|Product Liability Insurance||What is covered under product liability insurance? I pays an injured party's settlement or lawsuit claim arising from a defective product. These are usually caused by design defects, manufacturing defects, or a failure to provide adequate warning or instructions as to how to safely use the product.|
|Commercial Property Insurance||What is covered under business property insurance? General liability policies don't cover damages to your business property. That's what commercial property insurance is for. It protects all of the physical parts of your business: your building, your inventory, and your equipment, giving you the funds you need to replace them in the event of a disaster. If you work from home, you might consider a Home Based Business Insurance policy instead.|
|Business Owners Policy (BOP)||What is covered under a business owners policy (BOP)? This is a policy designed for small, low-risk businesses. It simplifies the basic insurance purchase process by combining general liability policies with business income and commercial property insurance.|
|Commercial Auto Insurance||What is covered under business auto insurance? This type of insurance covers automobiles being used for business purposes. This could include a fleet of business-only vehicles or a single company car. In some cases it might cover your car or your employee's car while they're being used for business. These policies have much higher limits, ensuring you can cover your costs if one of these vehicles gets into an accident.|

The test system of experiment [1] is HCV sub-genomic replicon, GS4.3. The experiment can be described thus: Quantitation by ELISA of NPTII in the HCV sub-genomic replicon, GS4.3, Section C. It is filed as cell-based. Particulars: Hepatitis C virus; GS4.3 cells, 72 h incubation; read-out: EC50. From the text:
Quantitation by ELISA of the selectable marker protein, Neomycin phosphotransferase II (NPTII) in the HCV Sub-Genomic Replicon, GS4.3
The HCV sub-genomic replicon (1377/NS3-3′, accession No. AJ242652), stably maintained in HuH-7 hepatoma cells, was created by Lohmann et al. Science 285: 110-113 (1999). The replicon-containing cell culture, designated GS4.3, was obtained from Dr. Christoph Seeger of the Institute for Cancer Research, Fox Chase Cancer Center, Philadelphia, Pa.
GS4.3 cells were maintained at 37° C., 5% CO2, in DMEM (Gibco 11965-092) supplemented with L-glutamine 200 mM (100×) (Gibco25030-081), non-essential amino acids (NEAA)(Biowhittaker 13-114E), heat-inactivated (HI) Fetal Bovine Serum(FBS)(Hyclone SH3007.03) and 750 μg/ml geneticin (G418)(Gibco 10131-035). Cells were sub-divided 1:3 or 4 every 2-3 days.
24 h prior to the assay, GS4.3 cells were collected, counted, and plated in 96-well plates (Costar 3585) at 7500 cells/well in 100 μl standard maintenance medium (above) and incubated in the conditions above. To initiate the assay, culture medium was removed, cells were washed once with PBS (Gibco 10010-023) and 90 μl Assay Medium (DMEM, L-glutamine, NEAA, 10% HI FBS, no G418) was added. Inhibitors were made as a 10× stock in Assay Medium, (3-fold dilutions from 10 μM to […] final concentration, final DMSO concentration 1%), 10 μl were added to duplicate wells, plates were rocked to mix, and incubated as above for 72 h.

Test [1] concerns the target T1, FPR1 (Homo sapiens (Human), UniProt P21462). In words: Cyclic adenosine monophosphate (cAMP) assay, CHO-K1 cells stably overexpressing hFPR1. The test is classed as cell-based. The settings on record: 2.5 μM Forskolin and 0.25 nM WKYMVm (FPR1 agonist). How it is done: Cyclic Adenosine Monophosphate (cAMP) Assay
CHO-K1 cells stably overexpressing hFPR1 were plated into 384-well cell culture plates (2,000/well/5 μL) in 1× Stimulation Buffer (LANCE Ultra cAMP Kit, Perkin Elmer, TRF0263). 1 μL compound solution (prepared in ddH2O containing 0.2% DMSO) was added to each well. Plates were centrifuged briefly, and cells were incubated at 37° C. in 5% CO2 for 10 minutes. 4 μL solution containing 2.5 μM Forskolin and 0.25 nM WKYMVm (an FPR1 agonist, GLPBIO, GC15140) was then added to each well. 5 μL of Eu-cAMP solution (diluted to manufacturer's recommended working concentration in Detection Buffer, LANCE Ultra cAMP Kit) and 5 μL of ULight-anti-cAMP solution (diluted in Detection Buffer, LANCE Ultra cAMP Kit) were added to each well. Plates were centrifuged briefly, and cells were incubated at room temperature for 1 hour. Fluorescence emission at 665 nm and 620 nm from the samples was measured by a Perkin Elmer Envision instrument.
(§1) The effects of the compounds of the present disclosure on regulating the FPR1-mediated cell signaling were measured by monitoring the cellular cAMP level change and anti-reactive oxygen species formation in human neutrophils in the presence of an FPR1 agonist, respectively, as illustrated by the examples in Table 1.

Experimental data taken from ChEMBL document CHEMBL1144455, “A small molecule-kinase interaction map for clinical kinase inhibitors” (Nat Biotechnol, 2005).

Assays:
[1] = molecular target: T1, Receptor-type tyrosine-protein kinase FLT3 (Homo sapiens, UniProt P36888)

|Commercial Umbrella Policies||What is covered under commercial umbrella insurance? This type of policy is a sort of "gap" insurance. It covers your liability in the event that a court verdict or settlement exceeds your general liability policy limits.|
|Liquor Liability Insurance||What is covered under liquor liability insurance? It covers bodily injury or property damage caused by an intoxicated person who was served liquor by the policy holder.|
|Professional Liability (Errors & Omissions)||What is covered under professional liability insurance? This type of business insurance is also known as malpractice oe E&O. It covers the damages that can arise from major mistakes, especially in high-stakes professions where mistakes can be devastating.|
|Surety Bond||What is covered under surety bonds? Bonding is a contract where one party, the SURETY (who assures the obligee that the principal can perform the task), guarantees the performance of certain obligations of a second party, the PRINCIPAL (the contractor or business who will perform the contractual obligation), to a third party, the OBLIGEE (the project owner who is the recipient of an obligation).|